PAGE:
Speech Delay – Our Experience and What Helped


My son, Leo, has a speech delay – medically known as Alalia, which refers to a delay in the development or use of the mechanisms that produce speech.

I picked up on Leo’s speech delay later than maybe I should have due to the COVID-19 lockdowns. Not being able to see Leo with children his age meant I was not able to see the difference in his communication ability. I realised around the time he was two, so this is when our speech improvement journey started.

I hope that sharing what has helped Leo might speed up your journey and help your little ones find their voice. You should note that I am not a speech therapist, nor a medical professional, I am just a mum who is desperate to help her child communicate.


We use MySunshine to keep the family up to date with how Leo’s speech is developing. Our family loves to see and interact with how Leo is doing with his speech.

We share memories of Leo doing his activity books. We share videos of Leo’s first words and how his speech is developing. We also add notes to show which new words Leo has said this week. All of this will be invaluable when we look back on Leo’s speech journey.


When we first started with our home speech activities we were covering a range of themes in any one day. When I put myself in my son’s place I thought about how confusing it must be to go from talking about colours to animals and then on to counting in a short span of time.

To keep things clearer for Leo, I created a 6 week theme rotation to work through. I then try to make our activities fit with that week’s theme. Our weekly theme schedule is:

I noticed the most improvement in his speech when making this change. For example, at the beginning of our first numbers week, he could only say the number two. By the end of that week, he was able to say and count up to three. He is now able to count to ten and we are working on trying higher numbers now.


We were given a list of repetitive books by the speech therapist. These are the books I read during the day when he has more concentration. He is now able to join in with some of the words in the book.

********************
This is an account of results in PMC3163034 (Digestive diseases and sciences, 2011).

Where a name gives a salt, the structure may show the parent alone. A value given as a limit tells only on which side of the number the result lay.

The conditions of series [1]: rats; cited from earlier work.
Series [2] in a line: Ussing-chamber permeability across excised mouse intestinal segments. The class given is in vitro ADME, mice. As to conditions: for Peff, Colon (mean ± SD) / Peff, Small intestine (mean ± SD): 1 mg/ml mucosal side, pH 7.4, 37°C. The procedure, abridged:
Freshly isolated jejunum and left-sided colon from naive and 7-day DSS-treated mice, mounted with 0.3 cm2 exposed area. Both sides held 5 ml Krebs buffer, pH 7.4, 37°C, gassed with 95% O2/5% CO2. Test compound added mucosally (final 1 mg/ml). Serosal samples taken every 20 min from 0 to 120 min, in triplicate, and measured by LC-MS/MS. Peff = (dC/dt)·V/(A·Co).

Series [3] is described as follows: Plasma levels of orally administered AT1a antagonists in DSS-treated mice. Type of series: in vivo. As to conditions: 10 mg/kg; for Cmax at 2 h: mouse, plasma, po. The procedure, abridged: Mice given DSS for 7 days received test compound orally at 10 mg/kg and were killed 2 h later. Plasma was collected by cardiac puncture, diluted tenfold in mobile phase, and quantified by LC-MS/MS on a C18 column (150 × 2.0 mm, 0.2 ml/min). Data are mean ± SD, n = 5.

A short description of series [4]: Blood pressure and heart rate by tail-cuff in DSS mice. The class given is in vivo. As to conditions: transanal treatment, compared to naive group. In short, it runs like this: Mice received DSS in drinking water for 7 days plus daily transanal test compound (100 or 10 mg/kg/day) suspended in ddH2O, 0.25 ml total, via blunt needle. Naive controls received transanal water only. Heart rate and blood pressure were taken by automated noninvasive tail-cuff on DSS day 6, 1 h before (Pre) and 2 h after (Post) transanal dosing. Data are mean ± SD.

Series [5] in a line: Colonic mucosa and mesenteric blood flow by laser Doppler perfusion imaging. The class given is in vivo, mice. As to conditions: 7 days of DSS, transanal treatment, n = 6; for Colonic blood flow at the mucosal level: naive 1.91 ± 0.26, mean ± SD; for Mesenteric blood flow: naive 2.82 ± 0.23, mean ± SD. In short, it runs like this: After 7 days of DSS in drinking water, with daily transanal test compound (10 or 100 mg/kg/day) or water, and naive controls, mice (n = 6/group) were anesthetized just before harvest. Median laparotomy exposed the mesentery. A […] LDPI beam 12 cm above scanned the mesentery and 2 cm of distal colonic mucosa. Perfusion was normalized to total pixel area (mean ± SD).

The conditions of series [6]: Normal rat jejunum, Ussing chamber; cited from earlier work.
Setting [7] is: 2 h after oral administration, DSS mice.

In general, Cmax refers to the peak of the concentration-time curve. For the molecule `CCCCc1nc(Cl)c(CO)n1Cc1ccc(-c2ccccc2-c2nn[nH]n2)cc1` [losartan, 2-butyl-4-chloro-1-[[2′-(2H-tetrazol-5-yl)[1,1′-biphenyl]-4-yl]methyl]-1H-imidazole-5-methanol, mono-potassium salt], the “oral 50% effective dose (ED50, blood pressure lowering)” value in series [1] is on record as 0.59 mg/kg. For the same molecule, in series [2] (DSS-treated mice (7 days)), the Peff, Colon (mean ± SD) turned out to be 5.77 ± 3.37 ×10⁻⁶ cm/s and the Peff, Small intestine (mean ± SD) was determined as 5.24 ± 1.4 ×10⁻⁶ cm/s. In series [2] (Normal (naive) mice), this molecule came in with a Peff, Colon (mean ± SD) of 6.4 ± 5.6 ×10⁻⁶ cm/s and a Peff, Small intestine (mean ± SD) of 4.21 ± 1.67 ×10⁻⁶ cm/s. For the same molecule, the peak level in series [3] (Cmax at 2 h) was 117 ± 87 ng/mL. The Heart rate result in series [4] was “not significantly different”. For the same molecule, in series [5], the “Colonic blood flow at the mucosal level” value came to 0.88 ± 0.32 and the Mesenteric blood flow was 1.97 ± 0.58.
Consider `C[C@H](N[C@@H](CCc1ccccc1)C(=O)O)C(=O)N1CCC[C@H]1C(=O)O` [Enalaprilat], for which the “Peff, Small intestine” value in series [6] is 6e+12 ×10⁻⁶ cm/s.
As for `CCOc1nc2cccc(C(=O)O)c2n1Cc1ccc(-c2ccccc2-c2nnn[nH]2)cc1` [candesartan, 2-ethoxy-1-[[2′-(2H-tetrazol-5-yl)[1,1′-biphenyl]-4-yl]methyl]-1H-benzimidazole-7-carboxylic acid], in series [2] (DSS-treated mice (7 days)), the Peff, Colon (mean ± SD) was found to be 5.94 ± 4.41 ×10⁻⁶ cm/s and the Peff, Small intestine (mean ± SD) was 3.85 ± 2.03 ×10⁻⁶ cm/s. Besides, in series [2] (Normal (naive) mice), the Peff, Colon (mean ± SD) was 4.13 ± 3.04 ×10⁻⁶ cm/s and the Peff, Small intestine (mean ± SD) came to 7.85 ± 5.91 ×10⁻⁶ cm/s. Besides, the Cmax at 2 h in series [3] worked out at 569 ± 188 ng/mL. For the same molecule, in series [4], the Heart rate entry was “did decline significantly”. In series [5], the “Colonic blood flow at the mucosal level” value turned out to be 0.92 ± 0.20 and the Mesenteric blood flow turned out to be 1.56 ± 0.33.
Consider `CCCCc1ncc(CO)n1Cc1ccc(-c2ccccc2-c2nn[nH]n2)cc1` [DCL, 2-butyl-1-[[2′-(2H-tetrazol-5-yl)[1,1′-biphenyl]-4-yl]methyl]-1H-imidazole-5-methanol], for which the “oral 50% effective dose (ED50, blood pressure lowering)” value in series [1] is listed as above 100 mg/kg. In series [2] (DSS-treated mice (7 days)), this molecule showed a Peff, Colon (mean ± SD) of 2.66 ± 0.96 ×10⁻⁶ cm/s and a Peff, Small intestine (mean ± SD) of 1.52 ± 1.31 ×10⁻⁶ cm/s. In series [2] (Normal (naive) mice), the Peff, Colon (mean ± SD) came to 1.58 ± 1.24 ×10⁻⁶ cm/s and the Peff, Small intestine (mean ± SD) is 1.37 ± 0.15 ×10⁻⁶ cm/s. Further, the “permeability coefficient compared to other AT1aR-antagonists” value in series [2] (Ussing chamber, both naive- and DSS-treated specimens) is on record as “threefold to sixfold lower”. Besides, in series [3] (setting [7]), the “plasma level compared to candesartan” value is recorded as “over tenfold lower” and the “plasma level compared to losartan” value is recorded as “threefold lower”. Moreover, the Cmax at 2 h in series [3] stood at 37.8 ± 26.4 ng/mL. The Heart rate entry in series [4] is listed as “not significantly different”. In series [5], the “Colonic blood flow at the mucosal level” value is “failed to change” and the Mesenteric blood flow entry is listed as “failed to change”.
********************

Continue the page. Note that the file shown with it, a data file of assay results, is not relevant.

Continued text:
Each page of ‘You Choose’ has a question with various pictures. This gets Leo to talk as he wants to tell me what he’s chosen! This is his favourite book so I bought another copy to keep at nursery.

This is a great activity book. We have just moved on to the ‘Play Smart Early Learning’ book for 3 year olds.


On days when we are home, we try to play some games. I have found these ones the best for encouraging speech:

Activities and Strategies

  1. Follow your Child’s Lead. This has helped me the most. I used to try to get Leo to do certain, preplanned activities but we would both get frustrated if he wasn’t interested. I now let him choose what to play with and then try to involve our speech activity with what he has chosen. This means he is far more likely to be engaged with the activity! 
  1. Use Simple Words. I was told by the Speech Therapist that children tend to babble because that’s what it sounds like to them when we talk too fast – they think they are replicating our speech. After finding this out, we started using very simple language at home. Initially, we would start with one word, for example, ‘tractor’. Once he was comfortably saying tractor we moved on to ‘big tractor’ and built upon it each time. We are now up to ‘one big green tractor’.This is quite a common strategy and it really does work! It can feel strange to start off with but it’s so worth it, it really does make a difference.
  1. Nursery rhymes. My son hates singing but I try my best to get nursery rhymes into our daily routine. Most of them are repetitive and he will try to sing along – depending on his mood. Our favourite is wheels on the bus. If I could go back, I would have done this more consistently from a younger age so that he wouldn’t be resisting it so much now!


In the early days of our speech development journey, I had considered going down the PECS (Picture Exchange Communication System) route. However, I felt it could take too long to find the card he wanted and he would get frustrated. So I decided to use posters which I have put up around the house. For example, I have put the emotions poster at the bottom of the stairs so we can discuss what emotions we might have or have had that day whilst putting on, or taking off our shoes.

I have printed out some PECS-style cards for our daily routine. This helps Leo understand what we are doing that day and provides some structure. I used twinkl for this, you have to sign up to download their resources which is free to do. Some resources you have to pay to download but there are also loads of free resources.

Screen Time

One of the speech therapists we saw said not to feel bad about screen time. We all need some downtime and rest! However, I am conscious that he isn’t talking much whilst watching TV so I try to limit this when possible. I tend to use it when I need him to be occupied whilst I’m cooking tea.

These are the TV programmes and apps that I have found to help with speech:

Number blocks (BBC iPlayer)

Alpha blocks (BBC iPlayer)

Blippi (Netflix)

Khan academy (App)

Alice Fitzsimmons
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